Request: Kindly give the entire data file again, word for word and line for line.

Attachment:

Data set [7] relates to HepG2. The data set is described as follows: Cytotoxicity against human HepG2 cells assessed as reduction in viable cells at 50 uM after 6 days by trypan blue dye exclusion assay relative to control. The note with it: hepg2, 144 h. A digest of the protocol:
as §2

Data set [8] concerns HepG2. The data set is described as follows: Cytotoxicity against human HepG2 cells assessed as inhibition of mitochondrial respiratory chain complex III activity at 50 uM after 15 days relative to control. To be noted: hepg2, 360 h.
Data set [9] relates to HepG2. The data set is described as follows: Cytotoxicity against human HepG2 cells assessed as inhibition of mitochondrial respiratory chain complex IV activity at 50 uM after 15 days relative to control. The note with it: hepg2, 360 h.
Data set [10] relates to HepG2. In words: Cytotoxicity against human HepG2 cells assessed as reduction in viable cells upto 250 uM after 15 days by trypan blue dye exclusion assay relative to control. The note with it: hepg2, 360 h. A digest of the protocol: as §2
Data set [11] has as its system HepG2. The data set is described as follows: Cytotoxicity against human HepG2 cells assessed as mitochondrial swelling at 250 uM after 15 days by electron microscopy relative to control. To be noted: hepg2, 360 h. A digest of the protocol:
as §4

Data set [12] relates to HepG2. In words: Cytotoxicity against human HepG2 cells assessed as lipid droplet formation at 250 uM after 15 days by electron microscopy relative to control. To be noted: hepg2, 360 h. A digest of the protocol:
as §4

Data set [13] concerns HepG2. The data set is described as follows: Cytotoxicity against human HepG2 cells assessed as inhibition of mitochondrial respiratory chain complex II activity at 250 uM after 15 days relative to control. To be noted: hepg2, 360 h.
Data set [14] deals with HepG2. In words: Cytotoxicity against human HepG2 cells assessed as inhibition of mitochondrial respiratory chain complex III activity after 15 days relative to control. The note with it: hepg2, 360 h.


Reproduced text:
Data set [7] relates to HepG2. The data set is described as follows: Cytotoxicity against human HepG2 cells assessed as reduction in viable cells at 50 uM after 6 days by trypan blue dye exclusion assay relative to control. The note with it: hepg2, 144 h. A digest of the protocol:
as §2

Data set [8] concerns HepG2. The data set is described as follows: Cytotoxicity against human HepG2 cells assessed as inhibition of mitochondrial respiratory chain complex III activity at 50 uM after 15 days relative to control. To be noted: hepg2, 360 h.
Data set [9] relates to HepG2. The data set is described as follows: Cytotoxicity against human HepG2 cells assessed as inhibition of mitochondrial respiratory chain complex IV activity at 50 uM after 15 days relative to control. The note with it: hepg2, 360 h.
Data set [10] relates to HepG2. In words: Cytotoxicity against human HepG2 cells assessed as reduction in viable cells upto 250 uM after 15 days by trypan blue dye exclusion assay relative to control. The note with it: hepg2, 360 h. A digest of the protocol: as §2
Data set [11] has as its system HepG2. The data set is described as follows: Cytotoxicity against human HepG2 cells assessed as mitochondrial swelling at 250 uM after 15 days by electron microscopy relative to control. To be noted: hepg2, 360 h. A digest of the protocol:
as §4

Data set [12] relates to HepG2. In words: Cytotoxicity against human HepG2 cells assessed as lipid droplet formation at 250 uM after 15 days by electron microscopy relative to control. To be noted: hepg2, 360 h. A digest of the protocol:
as §4

Data set [13] concerns HepG2. The data set is described as follows: Cytotoxicity against human HepG2 cells assessed as inhibition of mitochondrial respiratory chain complex II activity at 250 uM after 15 days relative to control. To be noted: hepg2, 360 h.
Data set [14] deals with HepG2. In words: Cytotoxicity against human HepG2 cells assessed as inhibition of mitochondrial respiratory chain complex III activity after 15 days relative to control. The note with it: hepg2, 360 h.